Fears over rising cost pressures

16 01 2008

In the October-November survey, the Business Sentiment Index (BSI) dropped by 9.4 percent to 122.6, snapping its upward streak in the last seven surveys. Both components of the BSI showed declines: the component measuring sentiment toward current situations, the Present Situations Index (PSI), dropping 8.8 percent and the component of the BSI measuring expectations over the next six months, the Expectations Index (EI), retreating 9.9 percent to 129.0.

CEOs still maintain that both business and corporate conditions are good: these two indices may have posted declines, yet they are still way above the 100 level. It is rather in regard to the current state of the overall economy where CEOs have the most concerns – the 15.3 percent fall in this index to just 80.5 brings it to a low not seen since the beginning of 2007. The seasonal holiday period reduced economic activity while rising energy prices – especially for oil and coal – are increasing costs for many businesses. Yet as the economy should quickly pick up following the Idul Fitri holidays, the CEO pessimism appears to be overdone.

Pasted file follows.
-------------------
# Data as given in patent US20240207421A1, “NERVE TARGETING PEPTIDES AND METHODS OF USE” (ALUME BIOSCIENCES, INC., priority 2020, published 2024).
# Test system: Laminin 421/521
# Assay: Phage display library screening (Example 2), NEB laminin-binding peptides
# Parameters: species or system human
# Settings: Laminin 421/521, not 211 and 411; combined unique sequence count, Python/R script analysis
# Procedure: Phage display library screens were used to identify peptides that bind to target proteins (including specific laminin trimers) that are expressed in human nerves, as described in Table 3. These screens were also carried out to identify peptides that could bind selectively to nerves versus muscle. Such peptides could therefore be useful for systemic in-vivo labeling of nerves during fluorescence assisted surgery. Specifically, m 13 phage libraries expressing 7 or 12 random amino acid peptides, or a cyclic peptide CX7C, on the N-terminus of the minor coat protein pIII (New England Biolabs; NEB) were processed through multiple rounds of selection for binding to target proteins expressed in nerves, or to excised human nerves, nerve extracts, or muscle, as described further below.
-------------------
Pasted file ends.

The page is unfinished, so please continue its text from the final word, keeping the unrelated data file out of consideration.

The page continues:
Given the rising inflationary expectations – especially amid fears that oil prices were set to break through the US$100/barrel level – CEOs were much less hopeful than before that Bank Indonesia would be able to cut interest rates. In the latest survey only 25.4 percent of CEOs expect interest rates to be cut in the six months ahead, or down from 35.3 percent previously.

Since CEOs fear that costs will balloon over the next 6 months, they expect profitability to be hurt to a certain extent. Yet at the same time, CEOs also claimed that they would be able to pass on some of the cost increases to customers by raising prices. This should help companies to prevent their profit margins from being eroded too much.

Looking forward, CEOs are concerned over the country’s economic prospects. This index fell below the 100 level for the first time in 2007 year. Such concerns reflect a number of factors, but especially soaring

crude oil prices. This raises fears of higher inflation and possible monetary tightening in the year ahead. Meanwhile, the outlook for the global economy is less rosy after the sub-prime mortgage crisis broke out in the US.

Business confidence toward the government declined again in the latest survey: the business confidence in the government index (BCGI) dropped 7.46 percent to 90.49, after falling 1.78 percent in the earlier survey. Download Report



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